Although Rule 9-1(8) of the British Columbia Supreme Court Civil Rules states that an offer to settle does not expire by reason that a counter offer is made, it does not specifically provide for what occurs if an another offer is made by the party who made the original offer. At this point, is there a revocation of the original offer ? In such a situation, the Courts have relied on the common law with respect to revocation of offers.
In Arsenvoski v. Boden, the Plaintiff was hurt in a motor vehicle collision, and advanced an ICBC claim for non-pecuniary damages, as well as other forms of damages. At one point during litigation proceedings, ICBC’S lawyer made a formal offer to settle. Counsel for the Plaintiff then made a formal offer to settle, which was later followed by another formal offer to settle by the Plaintiff in a lower amount. Counsel for the Defendant then made an informal offer to settle for a consent dismissal order in exchange for a waiver of the Defendant‘s costs. The Plaintiff then attempted to accept the Defendant‘s first offer, which was rejected by counsel for the Defendant. The Plaintiff brought an application to enforce the Plaintiff‘s purported acceptance of the original formal settlement offer, however the Court ruled that the original formal settlement offer had indeed been revoked by the Defendant‘s subsequent informal offer.
 Here, the defendants’ Second Offer stated: “My clients would, however, accept a Consent Dismissal Order in exchange for a waiver of their costs”. Those words amounted to a new settlement offer. There was nothing unclear or unequivocal about them.
 I agree with defendants’ counsel that in the absence of language in Rule 9-1 regarding how and when a formal settlement offer is withdrawn, the common law applies.
 I do not accept the argument that a formal settlement offer is not revoked by an informal settlement offer. While that may have been the case under the language of former Rule 37, it is no longer the case under Rule 9-1. A settlement offer, formal or informal, is revoked upon the communication of a new settlement offer, formal or informal. I agree with the following statement of the law by Wilson J. in Sidhu v. Sekhon,  B.C.J. No. 102 (S.C.) at para. 8:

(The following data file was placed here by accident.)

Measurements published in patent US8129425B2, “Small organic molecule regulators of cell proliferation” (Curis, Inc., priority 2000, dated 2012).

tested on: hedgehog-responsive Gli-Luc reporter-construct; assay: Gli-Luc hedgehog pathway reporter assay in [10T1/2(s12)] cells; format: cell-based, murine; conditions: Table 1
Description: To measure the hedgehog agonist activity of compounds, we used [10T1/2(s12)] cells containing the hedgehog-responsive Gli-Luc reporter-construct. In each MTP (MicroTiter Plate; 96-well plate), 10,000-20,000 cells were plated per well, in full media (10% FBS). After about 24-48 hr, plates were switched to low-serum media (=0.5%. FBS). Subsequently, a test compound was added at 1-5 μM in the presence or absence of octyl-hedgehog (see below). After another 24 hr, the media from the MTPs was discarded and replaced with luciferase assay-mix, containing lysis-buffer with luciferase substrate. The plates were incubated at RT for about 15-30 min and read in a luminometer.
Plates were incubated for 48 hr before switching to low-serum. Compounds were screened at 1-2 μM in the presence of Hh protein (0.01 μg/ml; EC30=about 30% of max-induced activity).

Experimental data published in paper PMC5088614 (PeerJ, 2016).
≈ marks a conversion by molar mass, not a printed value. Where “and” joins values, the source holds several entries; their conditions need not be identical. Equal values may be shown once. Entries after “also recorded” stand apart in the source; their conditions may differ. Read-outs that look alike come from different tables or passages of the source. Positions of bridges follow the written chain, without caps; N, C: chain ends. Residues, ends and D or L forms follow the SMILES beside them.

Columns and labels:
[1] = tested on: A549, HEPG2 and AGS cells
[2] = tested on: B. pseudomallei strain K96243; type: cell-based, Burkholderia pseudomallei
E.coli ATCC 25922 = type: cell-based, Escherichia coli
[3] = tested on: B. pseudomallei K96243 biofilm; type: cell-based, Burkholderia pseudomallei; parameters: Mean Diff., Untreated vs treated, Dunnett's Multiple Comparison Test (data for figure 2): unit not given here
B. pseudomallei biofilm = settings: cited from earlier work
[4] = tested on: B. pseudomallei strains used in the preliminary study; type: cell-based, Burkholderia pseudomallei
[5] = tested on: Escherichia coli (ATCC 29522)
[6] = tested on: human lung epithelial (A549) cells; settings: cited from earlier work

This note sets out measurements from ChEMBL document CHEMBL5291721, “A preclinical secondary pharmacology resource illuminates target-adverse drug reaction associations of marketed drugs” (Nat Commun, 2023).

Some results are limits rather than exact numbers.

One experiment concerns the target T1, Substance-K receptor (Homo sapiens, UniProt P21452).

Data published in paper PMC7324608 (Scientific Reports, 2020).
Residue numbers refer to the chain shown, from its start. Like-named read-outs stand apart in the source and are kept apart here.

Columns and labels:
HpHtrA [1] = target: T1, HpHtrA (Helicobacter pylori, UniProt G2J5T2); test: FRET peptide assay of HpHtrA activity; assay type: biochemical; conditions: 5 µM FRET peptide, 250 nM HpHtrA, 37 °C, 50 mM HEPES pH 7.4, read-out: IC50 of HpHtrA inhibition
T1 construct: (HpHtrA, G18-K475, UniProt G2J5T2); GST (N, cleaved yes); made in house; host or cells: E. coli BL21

I think interpretation of the rule contemplates the application of principles of contract law. And that those principles must be implemented before resort is had to policy considerations. In my view, those principles establish a number of precepts. First, an offer may be withdrawn before acceptance. It is sufficient for that purpose, if the offeree has actual knowledge that the offeror has done some act inconsistent with the continuance of the offer. Further, the addition of a new term or condition, to an earlier offer, before acceptance, is the withdrawal of the earlier offer, and the submission of a new offer, of which the new condition or term is a part. From the time the new condition is submitted, the earlier offer is withdrawn, and is no longer open to acceptance or rejection, by the party to whom it was presented. Finally, there can be only one offer outstanding at a time. A later offer to the same offeree, on the same subject matter, has the effect of cancelling the prior offer.